I’m often silent on #BlackLivesMatter. It’s not to say I don’t care; I care deeply. But what can I offer more than solidarity in sadness of lives unnecessarily lost?
Then, on my bus ride home in Seattle last night, I stumbled upon a #BlackLivesMatter protest, in light of the recent tragic killings of Philando Castile, of Alton Sterling, of so many others. There was anger in their chants, their battlecries. Do I sympathize? Yes. But not with the aggression. Because while bitterness is understandable, I choose defiant respect – regardless of color, profession, political position, religion – in the face of fear or frustration. It is only intolerance that will not merit my respect. And yes. I do know that I am privileged to take this stance; so I do it in humility, even obligation: to live my life offering defiant respect to all I encounter…
Meanwhile, the protesters were surrounded by dozens of police – thankfully on bicycles, somehow building a psychological sense of humanity, of approachability. We need this so much right now!!! They were kind-eyed and sympathetic. At least they gave the allusion so. Several protesters leaving the several hours’ protest thanked the police for their service as they walked away, giant signs calling to “End Police Violence Now” in tow. (I love Seattle for this!!)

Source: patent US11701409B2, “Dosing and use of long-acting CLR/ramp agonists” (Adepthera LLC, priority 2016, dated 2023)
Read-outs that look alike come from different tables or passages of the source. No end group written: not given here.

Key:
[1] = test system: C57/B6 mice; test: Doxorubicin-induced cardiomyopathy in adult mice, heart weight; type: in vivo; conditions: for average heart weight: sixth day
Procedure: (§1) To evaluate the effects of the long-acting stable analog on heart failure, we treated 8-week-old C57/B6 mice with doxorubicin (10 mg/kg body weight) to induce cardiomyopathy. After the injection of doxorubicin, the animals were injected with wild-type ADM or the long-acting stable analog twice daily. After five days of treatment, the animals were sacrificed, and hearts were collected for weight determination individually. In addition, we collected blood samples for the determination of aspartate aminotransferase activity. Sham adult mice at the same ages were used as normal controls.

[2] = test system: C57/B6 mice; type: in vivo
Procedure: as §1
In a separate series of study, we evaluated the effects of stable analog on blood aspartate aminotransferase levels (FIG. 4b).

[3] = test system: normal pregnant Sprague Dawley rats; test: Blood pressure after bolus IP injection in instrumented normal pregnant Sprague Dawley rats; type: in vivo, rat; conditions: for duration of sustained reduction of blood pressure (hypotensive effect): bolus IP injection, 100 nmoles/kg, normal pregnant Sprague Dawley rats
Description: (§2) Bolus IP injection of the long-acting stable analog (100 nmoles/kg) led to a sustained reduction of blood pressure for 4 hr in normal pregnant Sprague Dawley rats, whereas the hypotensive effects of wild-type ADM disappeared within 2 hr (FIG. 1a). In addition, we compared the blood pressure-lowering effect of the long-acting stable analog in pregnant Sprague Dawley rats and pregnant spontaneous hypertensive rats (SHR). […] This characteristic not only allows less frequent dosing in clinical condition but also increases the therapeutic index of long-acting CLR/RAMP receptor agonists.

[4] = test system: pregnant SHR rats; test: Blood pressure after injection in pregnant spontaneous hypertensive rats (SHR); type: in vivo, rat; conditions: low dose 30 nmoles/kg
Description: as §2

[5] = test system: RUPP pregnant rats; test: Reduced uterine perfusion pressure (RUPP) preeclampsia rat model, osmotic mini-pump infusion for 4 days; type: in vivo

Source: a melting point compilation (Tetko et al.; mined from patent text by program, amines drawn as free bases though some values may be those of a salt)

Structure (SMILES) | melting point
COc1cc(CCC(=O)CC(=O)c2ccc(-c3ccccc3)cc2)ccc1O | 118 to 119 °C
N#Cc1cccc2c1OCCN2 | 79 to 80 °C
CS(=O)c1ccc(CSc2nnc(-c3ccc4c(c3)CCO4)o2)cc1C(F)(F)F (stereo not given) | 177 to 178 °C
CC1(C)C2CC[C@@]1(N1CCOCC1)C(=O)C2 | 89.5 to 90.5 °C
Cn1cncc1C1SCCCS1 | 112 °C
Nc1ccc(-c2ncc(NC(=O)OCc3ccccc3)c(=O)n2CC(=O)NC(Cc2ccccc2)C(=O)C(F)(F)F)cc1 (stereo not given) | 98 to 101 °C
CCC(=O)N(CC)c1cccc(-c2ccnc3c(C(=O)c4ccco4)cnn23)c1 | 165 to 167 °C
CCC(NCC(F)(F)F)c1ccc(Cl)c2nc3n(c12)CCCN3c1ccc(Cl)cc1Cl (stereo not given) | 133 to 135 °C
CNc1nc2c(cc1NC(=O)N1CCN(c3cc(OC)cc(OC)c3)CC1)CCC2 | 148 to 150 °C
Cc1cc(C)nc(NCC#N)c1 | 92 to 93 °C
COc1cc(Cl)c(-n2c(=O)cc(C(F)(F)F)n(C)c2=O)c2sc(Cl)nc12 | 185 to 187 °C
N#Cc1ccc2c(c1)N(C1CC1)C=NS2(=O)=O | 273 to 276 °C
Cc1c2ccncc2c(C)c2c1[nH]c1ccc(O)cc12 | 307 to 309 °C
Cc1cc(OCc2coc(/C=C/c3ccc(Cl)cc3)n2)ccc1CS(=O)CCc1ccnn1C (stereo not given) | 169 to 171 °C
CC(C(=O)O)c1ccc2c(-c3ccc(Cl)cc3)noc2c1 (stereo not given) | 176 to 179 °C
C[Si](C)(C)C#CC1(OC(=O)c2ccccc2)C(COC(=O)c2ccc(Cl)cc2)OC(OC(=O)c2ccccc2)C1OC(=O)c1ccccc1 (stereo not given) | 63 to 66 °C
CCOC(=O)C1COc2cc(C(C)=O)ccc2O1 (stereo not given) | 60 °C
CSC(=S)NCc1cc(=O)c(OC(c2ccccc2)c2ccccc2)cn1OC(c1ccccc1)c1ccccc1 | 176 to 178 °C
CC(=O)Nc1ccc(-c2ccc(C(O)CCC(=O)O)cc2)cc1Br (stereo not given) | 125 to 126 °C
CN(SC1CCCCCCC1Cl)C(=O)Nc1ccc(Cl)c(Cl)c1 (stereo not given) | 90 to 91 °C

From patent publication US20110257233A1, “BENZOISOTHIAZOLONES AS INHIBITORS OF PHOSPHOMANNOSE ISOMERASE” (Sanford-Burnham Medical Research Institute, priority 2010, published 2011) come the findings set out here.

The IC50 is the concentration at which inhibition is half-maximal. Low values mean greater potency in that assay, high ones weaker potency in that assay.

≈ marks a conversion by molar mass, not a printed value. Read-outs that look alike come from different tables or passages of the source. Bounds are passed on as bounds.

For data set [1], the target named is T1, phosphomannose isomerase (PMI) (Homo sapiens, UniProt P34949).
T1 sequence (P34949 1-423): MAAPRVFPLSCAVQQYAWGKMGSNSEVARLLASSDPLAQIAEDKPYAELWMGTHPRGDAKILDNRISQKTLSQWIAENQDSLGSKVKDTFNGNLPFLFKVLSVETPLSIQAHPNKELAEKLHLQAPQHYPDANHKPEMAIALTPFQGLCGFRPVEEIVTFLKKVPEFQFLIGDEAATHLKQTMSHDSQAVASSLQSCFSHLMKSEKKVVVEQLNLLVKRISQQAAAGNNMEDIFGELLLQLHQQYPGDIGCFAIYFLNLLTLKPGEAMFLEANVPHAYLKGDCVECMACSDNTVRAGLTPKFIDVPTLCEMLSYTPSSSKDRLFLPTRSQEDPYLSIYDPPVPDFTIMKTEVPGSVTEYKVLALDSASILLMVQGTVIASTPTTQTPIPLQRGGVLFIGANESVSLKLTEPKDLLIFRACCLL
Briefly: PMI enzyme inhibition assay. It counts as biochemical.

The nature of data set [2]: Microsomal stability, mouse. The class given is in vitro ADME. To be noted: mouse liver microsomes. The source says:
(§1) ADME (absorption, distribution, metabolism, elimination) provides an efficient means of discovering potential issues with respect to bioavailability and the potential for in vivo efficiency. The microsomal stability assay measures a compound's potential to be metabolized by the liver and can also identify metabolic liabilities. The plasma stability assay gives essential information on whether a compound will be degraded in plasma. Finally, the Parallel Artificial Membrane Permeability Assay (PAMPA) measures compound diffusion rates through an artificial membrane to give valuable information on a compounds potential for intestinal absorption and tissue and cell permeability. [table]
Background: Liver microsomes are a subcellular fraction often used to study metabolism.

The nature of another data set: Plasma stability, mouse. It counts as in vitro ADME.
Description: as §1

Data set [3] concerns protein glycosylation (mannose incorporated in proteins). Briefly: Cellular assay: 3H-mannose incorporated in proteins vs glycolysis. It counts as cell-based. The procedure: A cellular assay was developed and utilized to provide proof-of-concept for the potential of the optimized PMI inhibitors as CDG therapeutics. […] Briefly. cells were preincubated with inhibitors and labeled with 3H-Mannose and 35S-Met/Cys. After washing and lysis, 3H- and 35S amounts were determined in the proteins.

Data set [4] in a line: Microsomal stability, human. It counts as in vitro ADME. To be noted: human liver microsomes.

And indeed, we need to find a space to TALK and to LISTEN to each other, openly, about how to move away from such unnecessary uses of force, while (and I know this is hard) keeping respect, staying open to the other side.
Standing there on the sidelines of that protest, I felt respect and solidarity for both sides of this incredibly complex and deeply sad story. Where does the truth lie? Where is our path forward? Somewhere in the middle.
I watched the whole thing silently from a distance, bursting into unrestrained tears: for the lives lost, for our loss of trust in authority, for trying times. A lump remains in my throat even now. How did we become so divided? So fearful and frustrated?
And then, as I walked away, I heard several officers whispering about the (then) developing story of sniper shootings in Dallas, with 12 police officers shot, 5 fatally. Where does it end?
Tonight I will have many prayers. Tomorrow, I will walk with my head high and with eyes kind. We share this world. In its beauty, in its crazy. We have to find a way to come together.